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Thread: New Book: Hunting the Hunters

  1. #21
    Member The German's Avatar
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    Well,,,,,, I don't see it that way, he is going to have to "Live" with his/those actions, the rest of his Life, just like the "Old-Sayin",,,, Newton's Law
    For every Action, there is a Re-Action, of "Equal" or in most cases, of "Greater" Magnitude,,,,,, ie...
    Once a Convicted Felon, always a Convicted Felon;
    There is "No" Re-Start Button in Real Life,,,,, you have to live with the "Consequences" of your Actions.
    And just my "Opinion", he should have "Lost" all, Hunting, Fishing, Trapping, Guiding Privileges, etc... for "Life" not just 3yrs.
    TG
    [ USMC 1st Marine Div. 7th Engineers, VietNam 69-71, Semper-Fi ]

  2. #22
    Member cod's Avatar
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    Got the book a week or so ago. Read it in one sitting, about 5 hours i would guess. Good read. I picked up a few good tips but agree w others. There are plenty of areas he could have helped us out with advice but did not do so. It does stimulate one's predatory instincts to get out after them again. C'monnnn SNOW!
    Your sarcasm is way, waaaayyyyyyyy more sarcastic than mine!
    WWG1WGA! QANON

  3. #23

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    Quote Originally Posted by cod View Post
    There are plenty of areas he could have helped us out with advice but did not do so.
    I for one am glad that he didn't point out specific locations. If he had, you can guarantee that every body and their brother would be running directly to those locations and hunting them out. I think if you read between the lines you can kind of figure it out yourself. I think he mentioned in his book that he will often drive a 1000 miles or more over a weekend and he will frequently drive 50-100 miles or more in between making sets or stands. To me that pretty much tells me he drives EVERYWHERE you can drive to in Alaska, and he looks for sign, and when he does find sign, he stops and hunts it.

  4. #24
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    Quote Originally Posted by Bushwhack Jack View Post
    ...I think if you read between the lines you can kind of figure it out yourself. I think he mentioned in his book that he will often drive a 1000 miles or more over a weekend and he will frequently drive 50-100 miles or more in between making sets or stands.
    I agree Jack, in fact as a fellow of the forest myself, I still find Rick's info a big help in my thought process when preparing for a predator hunt.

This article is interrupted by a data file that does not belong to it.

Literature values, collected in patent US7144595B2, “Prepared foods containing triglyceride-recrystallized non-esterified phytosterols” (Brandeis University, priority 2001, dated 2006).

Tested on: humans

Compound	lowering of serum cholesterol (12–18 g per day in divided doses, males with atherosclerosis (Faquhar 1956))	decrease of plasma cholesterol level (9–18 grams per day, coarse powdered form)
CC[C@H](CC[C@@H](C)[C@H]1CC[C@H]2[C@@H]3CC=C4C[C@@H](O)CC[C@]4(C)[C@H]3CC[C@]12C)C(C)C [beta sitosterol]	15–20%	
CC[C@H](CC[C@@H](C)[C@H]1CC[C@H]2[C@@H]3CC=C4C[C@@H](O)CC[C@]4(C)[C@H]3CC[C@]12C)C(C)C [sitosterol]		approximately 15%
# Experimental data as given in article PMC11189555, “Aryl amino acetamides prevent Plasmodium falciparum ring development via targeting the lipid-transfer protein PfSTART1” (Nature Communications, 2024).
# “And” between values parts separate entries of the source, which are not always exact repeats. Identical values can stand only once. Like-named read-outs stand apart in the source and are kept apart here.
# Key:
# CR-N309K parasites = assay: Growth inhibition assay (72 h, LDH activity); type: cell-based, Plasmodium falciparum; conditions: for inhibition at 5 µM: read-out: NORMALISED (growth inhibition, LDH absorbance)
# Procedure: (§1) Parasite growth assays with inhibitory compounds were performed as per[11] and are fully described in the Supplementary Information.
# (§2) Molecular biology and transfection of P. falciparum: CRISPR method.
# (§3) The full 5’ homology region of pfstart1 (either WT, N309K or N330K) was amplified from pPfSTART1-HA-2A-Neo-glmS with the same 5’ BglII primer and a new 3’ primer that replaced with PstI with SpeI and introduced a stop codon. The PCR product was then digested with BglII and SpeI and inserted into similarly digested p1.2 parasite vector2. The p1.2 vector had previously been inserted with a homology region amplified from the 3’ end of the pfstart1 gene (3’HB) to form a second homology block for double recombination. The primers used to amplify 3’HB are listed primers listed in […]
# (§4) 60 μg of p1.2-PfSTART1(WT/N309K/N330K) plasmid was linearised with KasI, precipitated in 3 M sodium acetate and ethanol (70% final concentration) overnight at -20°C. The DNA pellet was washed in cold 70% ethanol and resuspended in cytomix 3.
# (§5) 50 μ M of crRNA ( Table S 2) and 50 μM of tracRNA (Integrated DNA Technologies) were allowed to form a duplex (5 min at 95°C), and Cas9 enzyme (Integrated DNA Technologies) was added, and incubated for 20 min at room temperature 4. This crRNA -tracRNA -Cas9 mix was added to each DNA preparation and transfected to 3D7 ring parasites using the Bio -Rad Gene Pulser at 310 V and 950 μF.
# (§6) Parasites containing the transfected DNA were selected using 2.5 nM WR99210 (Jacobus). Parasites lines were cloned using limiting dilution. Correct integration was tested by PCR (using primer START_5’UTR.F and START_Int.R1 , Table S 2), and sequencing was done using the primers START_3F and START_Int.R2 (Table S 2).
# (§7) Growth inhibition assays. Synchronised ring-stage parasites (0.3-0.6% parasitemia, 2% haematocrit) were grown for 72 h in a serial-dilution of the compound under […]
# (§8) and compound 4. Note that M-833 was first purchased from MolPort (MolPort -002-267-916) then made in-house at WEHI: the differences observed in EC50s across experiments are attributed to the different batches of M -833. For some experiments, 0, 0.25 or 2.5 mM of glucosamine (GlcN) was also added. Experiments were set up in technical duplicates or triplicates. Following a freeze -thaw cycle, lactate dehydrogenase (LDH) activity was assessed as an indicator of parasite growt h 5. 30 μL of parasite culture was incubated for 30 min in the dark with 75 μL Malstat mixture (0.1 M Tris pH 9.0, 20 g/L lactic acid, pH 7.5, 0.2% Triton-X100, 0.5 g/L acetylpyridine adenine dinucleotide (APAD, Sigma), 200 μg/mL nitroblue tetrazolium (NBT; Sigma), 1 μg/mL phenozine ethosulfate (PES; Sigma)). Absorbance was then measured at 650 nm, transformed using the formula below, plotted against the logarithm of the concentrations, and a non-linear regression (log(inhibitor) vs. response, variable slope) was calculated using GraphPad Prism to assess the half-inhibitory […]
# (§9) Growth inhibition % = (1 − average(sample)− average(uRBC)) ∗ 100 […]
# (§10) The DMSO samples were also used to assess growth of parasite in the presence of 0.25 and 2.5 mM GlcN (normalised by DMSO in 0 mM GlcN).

For someone not familiar with our vast bitterly cold areas his information could be critical to helping one survive the conditions encountered; when its really cold, when your machine breaks down, the kind of clothes that really work and why etc. This is some of the best material I've read on actual gear needed to survive extreme cold endeavors.

    I like the story where he runs & guns 3-days covering 3,000 miles by truck and takes 39 fox off the road system. No breaks, Mtn. Dew and no-doze helped but also "hunting" like few ever do. Most don't know they can.

    I'm not up to 3-days with no sleep anymore but I enjoy Rick's book nonetheless and it will be a keeper even after I'm less keen about cold-cold weather.

    However...check out that moon Jack! Should be warming a bit too... I'm not sure where you'll find me a night or two this week... :-)
    That country was so hungry even the ravens were packin' a lunch.... HUNGRY I tell ya'!!

  5. #25
    Member cod's Avatar
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    Quote Originally Posted by Bushwhack Jack View Post
    I for one am glad that he didn't point out specific locations. If he had, you can guarantee that every body and their brother would be running directly to those locations and hunting them out. I think if you read between the lines you can kind of figure it out yourself. I think he mentioned in his book that he will often drive a 1000 miles or more over a weekend and he will frequently drive 50-100 miles or more in between making sets or stands. To me that pretty much tells me he drives EVERYWHERE you can drive to in Alaska, and he looks for sign, and when he does find sign, he stops and hunts it.
    Negatory Jack. I've been misinterpretated. "There are plenty of 'areas' he could have helped us out." Meaning AREAS of 'information'. Such as what others had stated.... calling in wooded surroundings, what call sequences, etc.
    As far as jumping on a snogo in the middle of nowhere, finding fresh tracks, and pursuing... not my cup of tea. That's not how I hunt em. But I'm sure he knows things I don't about wolves and such that he could have passed on to us.
    Your sarcasm is way, waaaayyyyyyyy more sarcastic than mine!
    WWG1WGA! QANON

  6. #26
    Member nooksack's Avatar
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    I stumbled on to a transcript of the precursor to this book more that ten years ago. I believe it was called The Fur Hunters. It was written by both Rick and Braun Kopsack and was an excellent read. Apparently this book is what is left after a falling out between the two.

  7. #27

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    Quote Originally Posted by Alaskan Woodsman View Post